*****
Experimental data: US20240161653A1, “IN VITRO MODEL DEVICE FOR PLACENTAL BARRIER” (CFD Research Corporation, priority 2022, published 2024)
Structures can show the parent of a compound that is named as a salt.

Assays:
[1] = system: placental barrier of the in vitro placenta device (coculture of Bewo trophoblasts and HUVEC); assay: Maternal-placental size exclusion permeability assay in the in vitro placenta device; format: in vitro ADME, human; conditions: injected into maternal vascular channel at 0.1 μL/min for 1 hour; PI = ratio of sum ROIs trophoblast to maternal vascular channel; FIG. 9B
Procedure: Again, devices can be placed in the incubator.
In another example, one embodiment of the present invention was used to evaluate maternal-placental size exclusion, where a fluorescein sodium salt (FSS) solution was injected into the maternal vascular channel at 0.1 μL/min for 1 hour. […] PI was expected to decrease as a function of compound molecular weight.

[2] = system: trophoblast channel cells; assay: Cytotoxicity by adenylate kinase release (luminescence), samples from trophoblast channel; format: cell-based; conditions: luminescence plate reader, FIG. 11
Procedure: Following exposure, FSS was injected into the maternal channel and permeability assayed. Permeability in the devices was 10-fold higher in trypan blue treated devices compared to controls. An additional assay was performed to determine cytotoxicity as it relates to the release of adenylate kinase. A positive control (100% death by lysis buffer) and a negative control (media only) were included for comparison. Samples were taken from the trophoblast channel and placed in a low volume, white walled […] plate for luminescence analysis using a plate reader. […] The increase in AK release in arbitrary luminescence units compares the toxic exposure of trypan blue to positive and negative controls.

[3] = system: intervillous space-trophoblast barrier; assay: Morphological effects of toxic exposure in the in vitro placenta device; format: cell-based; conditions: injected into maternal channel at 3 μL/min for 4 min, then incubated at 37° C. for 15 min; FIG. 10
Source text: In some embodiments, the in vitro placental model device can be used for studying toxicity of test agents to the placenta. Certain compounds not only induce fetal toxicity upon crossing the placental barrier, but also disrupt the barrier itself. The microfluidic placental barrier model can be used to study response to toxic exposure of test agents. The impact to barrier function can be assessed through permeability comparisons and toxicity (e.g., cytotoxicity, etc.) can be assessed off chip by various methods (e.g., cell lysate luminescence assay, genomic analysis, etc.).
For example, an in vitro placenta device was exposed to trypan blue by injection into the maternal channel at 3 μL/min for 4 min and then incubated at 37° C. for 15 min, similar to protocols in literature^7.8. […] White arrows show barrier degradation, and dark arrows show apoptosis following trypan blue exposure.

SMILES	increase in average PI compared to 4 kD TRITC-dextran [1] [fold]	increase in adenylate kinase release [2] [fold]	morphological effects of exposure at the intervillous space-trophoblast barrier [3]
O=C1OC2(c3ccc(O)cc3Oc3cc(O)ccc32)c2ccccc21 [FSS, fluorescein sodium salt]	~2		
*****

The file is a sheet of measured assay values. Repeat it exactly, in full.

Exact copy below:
Experimental data: US20240161653A1, “IN VITRO MODEL DEVICE FOR PLACENTAL BARRIER” (CFD Research Corporation, priority 2022, published 2024)
Structures can show the parent of a compound that is named as a salt.

Assays:
[1] = system: placental barrier of the in vitro placenta device (coculture of Bewo trophoblasts and HUVEC); assay: Maternal-placental size exclusion permeability assay in the in vitro placenta device; format: in vitro ADME, human; conditions: injected into maternal vascular channel at 0.1 μL/min for 1 hour; PI = ratio of sum ROIs trophoblast to maternal vascular channel; FIG. 9B
Procedure: Again, devices can be placed in the incubator.
In another example, one embodiment of the present invention was used to evaluate maternal-placental size exclusion, where a fluorescein sodium salt (FSS) solution was injected into the maternal vascular channel at 0.1 μL/min for 1 hour. […] PI was expected to decrease as a function of compound molecular weight.

[2] = system: trophoblast channel cells; assay: Cytotoxicity by adenylate kinase release (luminescence), samples from trophoblast channel; format: cell-based; conditions: luminescence plate reader, FIG. 11
Procedure: Following exposure, FSS was injected into the maternal channel and permeability assayed. Permeability in the devices was 10-fold higher in trypan blue treated devices compared to controls. An additional assay was performed to determine cytotoxicity as it relates to the release of adenylate kinase. A positive control (100% death by lysis buffer) and a negative control (media only) were included for comparison. Samples were taken from the trophoblast channel and placed in a low volume, white walled […] plate for luminescence analysis using a plate reader. […] The increase in AK release in arbitrary luminescence units compares the toxic exposure of trypan blue to positive and negative controls.

[3] = system: intervillous space-trophoblast barrier; assay: Morphological effects of toxic exposure in the in vitro placenta device; format: cell-based; conditions: injected into maternal channel at 3 μL/min for 4 min, then incubated at 37° C. for 15 min; FIG. 10
Source text: In some embodiments, the in vitro placental model device can be used for studying toxicity of test agents to the placenta. Certain compounds not only induce fetal toxicity upon crossing the placental barrier, but also disrupt the barrier itself. The microfluidic placental barrier model can be used to study response to toxic exposure of test agents. The impact to barrier function can be assessed through permeability comparisons and toxicity (e.g., cytotoxicity, etc.) can be assessed off chip by various methods (e.g., cell lysate luminescence assay, genomic analysis, etc.).
For example, an in vitro placenta device was exposed to trypan blue by injection into the maternal channel at 3 μL/min for 4 min and then incubated at 37° C. for 15 min, similar to protocols in literature^7.8. […] White arrows show barrier degradation, and dark arrows show apoptosis following trypan blue exposure.

SMILES	increase in average PI compared to 4 kD TRITC-dextran [1] [fold]	increase in adenylate kinase release [2] [fold]	morphological effects of exposure at the intervillous space-trophoblast barrier [3]
O=C1OC2(c3ccc(O)cc3Oc3cc(O)ccc32)c2ccccc21 [FSS, fluorescein sodium salt]	~2		